One of the most beloved heritage buildings in Dundas is getting both a facelift and a new addition.
Carnegie Gallery is in the midst of a revitalization project by Dundas-based architects Perkins + Will. The changes being made to the gallery include street level accessibility, a wheelchair accessible washroom, a visitor operable elevator, and some extra gallery wall space, among others.
The street level accessibility will be on Ogilvie Street, via the new addition. This addition will be an atrium, which is superimposed against the southern side of the building. The atrium will feature large floor-to-ceiling windows facing the street and a brick accent that should fit seamlessly with the building’s existing exterior.
The building is a neoclassical (or beaux arts) design, with its tall staircase, portico, doric columns, and half columns.
Originally Carnegie Library, the building first opened its doors on December 8th, 1910. The city was one of 111 cities in Ontario (125 in Canada) to receive a grant of $12 000 USD from the Carnegie Foundation. Pittsburgh steel tycoon Andrew Carnegie created the foundation to promote education. In order to qualify for the grant, a municipality had to be able to provide library maintenance by raising an annual amount of one-tenth the grant, from taxes.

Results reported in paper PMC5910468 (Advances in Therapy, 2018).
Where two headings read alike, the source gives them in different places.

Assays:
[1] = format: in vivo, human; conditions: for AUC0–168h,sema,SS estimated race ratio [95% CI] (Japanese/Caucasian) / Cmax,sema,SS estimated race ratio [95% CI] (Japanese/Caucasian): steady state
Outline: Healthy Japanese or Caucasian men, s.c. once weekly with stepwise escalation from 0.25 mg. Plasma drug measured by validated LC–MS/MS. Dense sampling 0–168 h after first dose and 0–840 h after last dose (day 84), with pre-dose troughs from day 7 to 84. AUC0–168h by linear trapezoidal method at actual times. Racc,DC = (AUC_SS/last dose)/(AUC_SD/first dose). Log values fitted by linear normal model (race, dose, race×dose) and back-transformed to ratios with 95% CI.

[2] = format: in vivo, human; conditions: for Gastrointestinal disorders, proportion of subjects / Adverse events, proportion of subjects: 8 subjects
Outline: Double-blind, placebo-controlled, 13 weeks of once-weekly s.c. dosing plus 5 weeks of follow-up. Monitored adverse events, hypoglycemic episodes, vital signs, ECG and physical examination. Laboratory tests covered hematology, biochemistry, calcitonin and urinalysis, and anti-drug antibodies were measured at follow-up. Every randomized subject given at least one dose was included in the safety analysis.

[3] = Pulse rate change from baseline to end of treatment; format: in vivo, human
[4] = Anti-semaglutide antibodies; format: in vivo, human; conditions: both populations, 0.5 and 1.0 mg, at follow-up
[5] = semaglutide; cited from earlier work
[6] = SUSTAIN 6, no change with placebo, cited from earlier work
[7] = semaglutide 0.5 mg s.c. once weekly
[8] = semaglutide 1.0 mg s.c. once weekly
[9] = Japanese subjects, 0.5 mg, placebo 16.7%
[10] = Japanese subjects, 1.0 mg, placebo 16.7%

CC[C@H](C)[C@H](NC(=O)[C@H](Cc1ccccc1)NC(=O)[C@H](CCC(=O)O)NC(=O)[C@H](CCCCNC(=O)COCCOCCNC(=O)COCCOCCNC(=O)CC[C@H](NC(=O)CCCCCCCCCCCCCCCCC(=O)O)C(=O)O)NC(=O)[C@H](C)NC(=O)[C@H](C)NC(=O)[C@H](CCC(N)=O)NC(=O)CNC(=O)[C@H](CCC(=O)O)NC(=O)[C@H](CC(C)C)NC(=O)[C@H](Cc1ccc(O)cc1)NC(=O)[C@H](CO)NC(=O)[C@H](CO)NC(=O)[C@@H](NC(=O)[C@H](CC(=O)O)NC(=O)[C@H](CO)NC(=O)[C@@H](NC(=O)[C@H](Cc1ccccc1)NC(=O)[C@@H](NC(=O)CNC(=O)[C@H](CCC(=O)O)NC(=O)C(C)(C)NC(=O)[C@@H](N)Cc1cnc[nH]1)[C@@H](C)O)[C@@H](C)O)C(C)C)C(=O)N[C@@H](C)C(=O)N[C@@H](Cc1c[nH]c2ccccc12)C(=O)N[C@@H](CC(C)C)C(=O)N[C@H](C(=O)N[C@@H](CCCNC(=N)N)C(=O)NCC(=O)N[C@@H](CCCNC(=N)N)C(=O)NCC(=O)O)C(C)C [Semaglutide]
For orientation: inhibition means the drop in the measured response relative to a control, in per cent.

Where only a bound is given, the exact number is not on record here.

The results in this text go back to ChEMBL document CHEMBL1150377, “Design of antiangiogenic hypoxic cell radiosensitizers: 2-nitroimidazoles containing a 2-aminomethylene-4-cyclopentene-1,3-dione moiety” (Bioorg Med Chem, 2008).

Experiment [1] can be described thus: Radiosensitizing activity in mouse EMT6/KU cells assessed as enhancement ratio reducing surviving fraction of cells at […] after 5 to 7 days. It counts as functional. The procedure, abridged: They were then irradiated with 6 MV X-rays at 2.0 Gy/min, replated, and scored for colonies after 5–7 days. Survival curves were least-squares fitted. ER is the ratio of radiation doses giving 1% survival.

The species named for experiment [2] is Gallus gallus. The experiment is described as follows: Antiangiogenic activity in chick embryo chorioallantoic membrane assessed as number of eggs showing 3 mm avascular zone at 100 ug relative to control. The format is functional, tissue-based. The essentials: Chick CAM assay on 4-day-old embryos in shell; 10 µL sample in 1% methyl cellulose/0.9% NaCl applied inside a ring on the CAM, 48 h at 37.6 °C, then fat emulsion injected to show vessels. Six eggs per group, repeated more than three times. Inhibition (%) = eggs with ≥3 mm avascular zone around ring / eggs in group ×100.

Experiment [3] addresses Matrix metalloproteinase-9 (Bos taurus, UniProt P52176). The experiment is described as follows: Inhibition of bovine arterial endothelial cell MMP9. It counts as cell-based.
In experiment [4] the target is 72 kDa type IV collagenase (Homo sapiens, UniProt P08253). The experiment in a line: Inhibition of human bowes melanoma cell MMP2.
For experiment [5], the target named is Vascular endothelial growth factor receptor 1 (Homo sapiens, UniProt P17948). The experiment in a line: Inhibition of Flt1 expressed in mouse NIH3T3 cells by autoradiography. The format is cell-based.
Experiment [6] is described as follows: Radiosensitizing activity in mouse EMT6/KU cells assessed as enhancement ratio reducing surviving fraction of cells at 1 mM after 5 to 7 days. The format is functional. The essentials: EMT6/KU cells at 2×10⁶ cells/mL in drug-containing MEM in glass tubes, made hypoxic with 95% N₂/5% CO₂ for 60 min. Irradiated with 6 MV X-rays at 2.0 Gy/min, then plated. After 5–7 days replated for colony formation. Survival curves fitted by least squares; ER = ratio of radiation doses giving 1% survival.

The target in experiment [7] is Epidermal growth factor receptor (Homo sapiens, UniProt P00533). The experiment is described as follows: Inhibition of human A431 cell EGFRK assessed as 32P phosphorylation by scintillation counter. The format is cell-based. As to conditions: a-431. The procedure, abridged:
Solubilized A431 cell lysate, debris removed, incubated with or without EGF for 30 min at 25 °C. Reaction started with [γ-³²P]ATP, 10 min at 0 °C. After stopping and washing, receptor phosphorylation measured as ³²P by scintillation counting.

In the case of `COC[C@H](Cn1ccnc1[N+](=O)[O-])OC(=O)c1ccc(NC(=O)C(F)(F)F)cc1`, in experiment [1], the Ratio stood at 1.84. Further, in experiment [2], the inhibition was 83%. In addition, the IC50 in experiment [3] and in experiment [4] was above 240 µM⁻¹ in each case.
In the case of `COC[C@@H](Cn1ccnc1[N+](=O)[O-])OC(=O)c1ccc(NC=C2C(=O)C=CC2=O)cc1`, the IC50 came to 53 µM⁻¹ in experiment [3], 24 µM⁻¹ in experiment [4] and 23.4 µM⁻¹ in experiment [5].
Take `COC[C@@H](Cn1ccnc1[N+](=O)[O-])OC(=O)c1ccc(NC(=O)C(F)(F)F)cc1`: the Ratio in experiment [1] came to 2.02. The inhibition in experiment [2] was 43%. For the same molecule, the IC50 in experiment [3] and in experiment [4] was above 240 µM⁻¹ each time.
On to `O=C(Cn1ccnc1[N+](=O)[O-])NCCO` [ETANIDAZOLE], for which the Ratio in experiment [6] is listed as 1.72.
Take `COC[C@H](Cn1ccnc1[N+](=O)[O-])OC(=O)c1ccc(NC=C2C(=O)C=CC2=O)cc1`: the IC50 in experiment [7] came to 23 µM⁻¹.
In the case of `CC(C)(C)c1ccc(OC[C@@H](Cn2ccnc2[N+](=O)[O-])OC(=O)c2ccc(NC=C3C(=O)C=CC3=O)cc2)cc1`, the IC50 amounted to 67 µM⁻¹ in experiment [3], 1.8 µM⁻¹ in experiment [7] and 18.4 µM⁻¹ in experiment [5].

The library stayed open until 1970, when a new municipal library was erected further south on Ogilvie Street. The space was converted into a children’s library that lasted only ten years, after which, it was then leased to the Dundas Art and Craft Association.
In 1980, Carnegie Library was designated as a heritage building and was converted into Carnegie Gallery in 1981. The building was later purchased by the City of Hamilton in 2006.
Carnegie Gallery currently exhibits bodies of work by local artists and contains a gallery shop that sells art and other goods.
The Province of Ontario has provided the Dundas Arts Community Foundation with a 1.2 million dollar grant for the Carnegie Library Revitalization project.